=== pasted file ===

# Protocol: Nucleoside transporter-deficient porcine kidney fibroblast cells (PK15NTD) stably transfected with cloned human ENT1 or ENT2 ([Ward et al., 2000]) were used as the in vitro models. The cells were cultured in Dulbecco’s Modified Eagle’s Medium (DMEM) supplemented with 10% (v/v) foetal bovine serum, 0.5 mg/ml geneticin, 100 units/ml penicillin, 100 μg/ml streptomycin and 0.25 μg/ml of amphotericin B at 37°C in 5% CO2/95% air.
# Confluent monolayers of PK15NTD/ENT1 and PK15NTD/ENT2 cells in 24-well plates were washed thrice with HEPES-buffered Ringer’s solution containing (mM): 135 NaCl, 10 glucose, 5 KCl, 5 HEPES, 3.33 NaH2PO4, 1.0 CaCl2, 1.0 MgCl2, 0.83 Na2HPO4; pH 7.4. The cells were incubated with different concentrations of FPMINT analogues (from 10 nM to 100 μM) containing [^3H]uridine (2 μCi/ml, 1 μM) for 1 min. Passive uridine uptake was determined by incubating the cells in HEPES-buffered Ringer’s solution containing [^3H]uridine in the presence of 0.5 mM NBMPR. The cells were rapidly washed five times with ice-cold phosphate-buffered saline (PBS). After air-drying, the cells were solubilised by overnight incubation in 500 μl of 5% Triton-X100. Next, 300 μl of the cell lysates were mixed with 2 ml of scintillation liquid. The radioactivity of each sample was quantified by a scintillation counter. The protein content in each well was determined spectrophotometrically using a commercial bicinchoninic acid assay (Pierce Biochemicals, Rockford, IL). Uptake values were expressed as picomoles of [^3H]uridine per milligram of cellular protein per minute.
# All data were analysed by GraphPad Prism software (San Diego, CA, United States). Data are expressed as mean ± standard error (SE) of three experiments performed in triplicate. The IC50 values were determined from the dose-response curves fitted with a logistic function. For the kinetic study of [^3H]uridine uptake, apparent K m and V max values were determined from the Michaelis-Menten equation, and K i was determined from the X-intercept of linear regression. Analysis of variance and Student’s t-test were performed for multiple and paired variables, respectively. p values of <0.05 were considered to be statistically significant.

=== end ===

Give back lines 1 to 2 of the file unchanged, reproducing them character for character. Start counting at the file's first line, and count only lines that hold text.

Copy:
# Protocol: Nucleoside transporter-deficient porcine kidney fibroblast cells (PK15NTD) stably transfected with cloned human ENT1 or ENT2 ([Ward et al., 2000]) were used as the in vitro models. The cells were cultured in Dulbecco’s Modified Eagle’s Medium (DMEM) supplemented with 10% (v/v) foetal bovine serum, 0.5 mg/ml geneticin, 100 units/ml penicillin, 100 μg/ml streptomycin and 0.25 μg/ml of amphotericin B at 37°C in 5% CO2/95% air.
# Confluent monolayers of PK15NTD/ENT1 and PK15NTD/ENT2 cells in 24-well plates were washed thrice with HEPES-buffered Ringer’s solution containing (mM): 135 NaCl, 10 glucose, 5 KCl, 5 HEPES, 3.33 NaH2PO4, 1.0 CaCl2, 1.0 MgCl2, 0.83 Na2HPO4; pH 7.4. The cells were incubated with different concentrations of FPMINT analogues (from 10 nM to 100 μM) containing [^3H]uridine (2 μCi/ml, 1 μM) for 1 min. Passive uridine uptake was determined by incubating the cells in HEPES-buffered Ringer’s solution containing [^3H]uridine in the presence of 0.5 mM NBMPR. The cells were rapidly washed five times with ice-cold phosphate-buffered saline (PBS). After air-drying, the cells were solubilised by overnight incubation in 500 μl of 5% Triton-X100. Next, 300 μl of the cell lysates were mixed with 2 ml of scintillation liquid. The radioactivity of each sample was quantified by a scintillation counter. The protein content in each well was determined spectrophotometrically using a commercial bicinchoninic acid assay (Pierce Biochemicals, Rockford, IL). Uptake values were expressed as picomoles of [^3H]uridine per milligram of cellular protein per minute.